Homebuyers and those looking to remortgage who want the security of a fixed rate deal may want to act sooner rather than later, as rates have started to tick up in recent weeks.
Despite average rates falling between March and July, over the past month rates have started to rise, according to analysis by financial website Moneyfacts. For example, the average two-year fixed rate deal available to those looking to borrow up to 80% of the property value rose from 2.13% on 1st July to 2.22% on 1 August. Similarly, the average two-year fixed rate deal for those looking to borrow up to 70% of the property value increased from 2.12% to 2.20% during the same period.
Five-year fixed rates have also risen. The average five year fixed rate for someone with a deposit of 20% has increased from 2.38% to 2.47% between July and August, whilst the average five year rate for someone with a 30% deposit has increased from 2.40% to 2.48%.
The average five-year fixed rate for those borrowing up to 60% of the property value has remained the same over the past month, at 1.98%. However, the average two-year fixed rate has risen slightly at 60% loan-to-value, from 1.69% to 1.71%.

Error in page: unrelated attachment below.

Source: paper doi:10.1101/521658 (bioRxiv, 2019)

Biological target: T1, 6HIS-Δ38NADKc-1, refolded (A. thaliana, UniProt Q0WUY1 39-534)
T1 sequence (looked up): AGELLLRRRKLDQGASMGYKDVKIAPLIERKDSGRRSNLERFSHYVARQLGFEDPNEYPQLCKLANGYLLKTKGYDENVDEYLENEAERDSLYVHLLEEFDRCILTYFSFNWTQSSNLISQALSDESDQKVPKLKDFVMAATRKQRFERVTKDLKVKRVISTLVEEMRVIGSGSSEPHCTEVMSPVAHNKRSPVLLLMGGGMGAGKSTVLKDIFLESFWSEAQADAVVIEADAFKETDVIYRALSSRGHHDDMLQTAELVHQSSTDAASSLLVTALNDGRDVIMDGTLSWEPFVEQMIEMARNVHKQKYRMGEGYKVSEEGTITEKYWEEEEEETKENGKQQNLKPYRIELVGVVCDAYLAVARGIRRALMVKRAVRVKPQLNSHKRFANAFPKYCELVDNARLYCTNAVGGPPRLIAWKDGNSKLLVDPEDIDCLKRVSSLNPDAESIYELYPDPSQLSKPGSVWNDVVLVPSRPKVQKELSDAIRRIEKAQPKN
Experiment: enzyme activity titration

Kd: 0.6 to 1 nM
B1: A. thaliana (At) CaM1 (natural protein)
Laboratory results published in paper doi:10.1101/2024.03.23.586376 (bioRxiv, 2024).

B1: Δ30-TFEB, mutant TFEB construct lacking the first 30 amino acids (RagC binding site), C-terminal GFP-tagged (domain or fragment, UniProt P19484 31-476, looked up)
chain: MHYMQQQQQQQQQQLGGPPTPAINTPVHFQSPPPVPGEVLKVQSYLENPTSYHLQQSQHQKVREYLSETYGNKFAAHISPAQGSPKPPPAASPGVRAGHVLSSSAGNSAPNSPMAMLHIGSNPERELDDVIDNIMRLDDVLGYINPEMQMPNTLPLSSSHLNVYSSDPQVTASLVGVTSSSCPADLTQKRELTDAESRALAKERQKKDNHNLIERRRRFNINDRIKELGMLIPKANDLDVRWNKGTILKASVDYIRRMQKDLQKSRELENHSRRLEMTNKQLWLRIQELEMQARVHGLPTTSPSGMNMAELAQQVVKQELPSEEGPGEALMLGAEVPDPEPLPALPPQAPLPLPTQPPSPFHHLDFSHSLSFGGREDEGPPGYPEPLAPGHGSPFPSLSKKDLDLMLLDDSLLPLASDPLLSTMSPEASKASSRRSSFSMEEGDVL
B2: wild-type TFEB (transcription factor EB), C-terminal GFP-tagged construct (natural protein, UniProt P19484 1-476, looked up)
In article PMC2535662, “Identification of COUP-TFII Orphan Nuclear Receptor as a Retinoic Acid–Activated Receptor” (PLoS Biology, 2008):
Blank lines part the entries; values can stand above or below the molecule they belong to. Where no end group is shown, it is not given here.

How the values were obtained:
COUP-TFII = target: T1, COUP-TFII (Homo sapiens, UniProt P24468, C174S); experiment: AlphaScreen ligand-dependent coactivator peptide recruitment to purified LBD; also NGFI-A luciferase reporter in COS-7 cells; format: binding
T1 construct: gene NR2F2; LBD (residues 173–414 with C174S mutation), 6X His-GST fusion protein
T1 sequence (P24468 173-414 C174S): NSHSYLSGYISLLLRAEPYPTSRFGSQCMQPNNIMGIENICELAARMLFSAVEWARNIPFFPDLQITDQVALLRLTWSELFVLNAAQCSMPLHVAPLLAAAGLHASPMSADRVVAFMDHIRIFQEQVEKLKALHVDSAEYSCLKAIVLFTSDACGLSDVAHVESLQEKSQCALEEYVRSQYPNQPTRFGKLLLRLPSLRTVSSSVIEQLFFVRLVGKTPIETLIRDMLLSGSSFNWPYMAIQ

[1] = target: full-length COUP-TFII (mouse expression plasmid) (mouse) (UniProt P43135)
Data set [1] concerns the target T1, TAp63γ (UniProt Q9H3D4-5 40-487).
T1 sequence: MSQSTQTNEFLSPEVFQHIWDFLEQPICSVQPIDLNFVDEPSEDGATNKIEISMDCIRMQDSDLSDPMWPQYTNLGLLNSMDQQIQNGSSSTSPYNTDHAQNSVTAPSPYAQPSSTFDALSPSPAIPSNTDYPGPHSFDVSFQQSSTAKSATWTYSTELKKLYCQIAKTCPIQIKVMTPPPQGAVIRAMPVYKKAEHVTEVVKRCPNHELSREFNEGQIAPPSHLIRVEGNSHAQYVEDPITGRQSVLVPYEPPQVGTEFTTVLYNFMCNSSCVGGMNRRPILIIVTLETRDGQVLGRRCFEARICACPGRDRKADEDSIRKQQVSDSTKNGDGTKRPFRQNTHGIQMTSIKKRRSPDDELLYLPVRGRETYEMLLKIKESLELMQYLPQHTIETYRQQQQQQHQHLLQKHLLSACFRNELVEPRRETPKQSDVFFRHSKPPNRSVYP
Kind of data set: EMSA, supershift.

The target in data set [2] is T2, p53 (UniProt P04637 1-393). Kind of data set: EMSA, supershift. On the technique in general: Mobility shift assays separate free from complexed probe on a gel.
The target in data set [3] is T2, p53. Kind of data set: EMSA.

Eleanor Williams, finance expert at Moneyfacts.co.uk said: “Although mortgage rates at lower loan to values have only started to rise, lenders are becoming more cautious during this period of economic uncertainty and, as a result, it could see rates rising further. Saying this, mortgage rates at lower loan to values are still competitively low.”
First-time buyers hit hardest
Two-year fixed rates for first-time buyers have risen sharply over the past months, with the average five-year fix for those with a 10% deposit having increased from 2.90% on 1st July to 3.07% on 1st August.
Mortgage options for those with smaller deposits have also reduced, with the number of deals available to those with a 10% deposit falling from 183 to 70 between 1 June and 1 July.
Focus on overall cost
Anyone looking for a mortgage, or to remortgage, must remember that although the headline rate is of course important, it’s essential to look at the overall cost of any deal including any arrangement fees, as well as any incentives such as cashback or free legal fees, before deciding which mortgage to choose.
If remortgaging, it’s worth checking with your existing lender to see what they can offer you, before shopping around with other lenders. Seek professional advice if you need any help deciding which deal is best for you based on your individual circumstances.
Fixed mortgage rates start to rise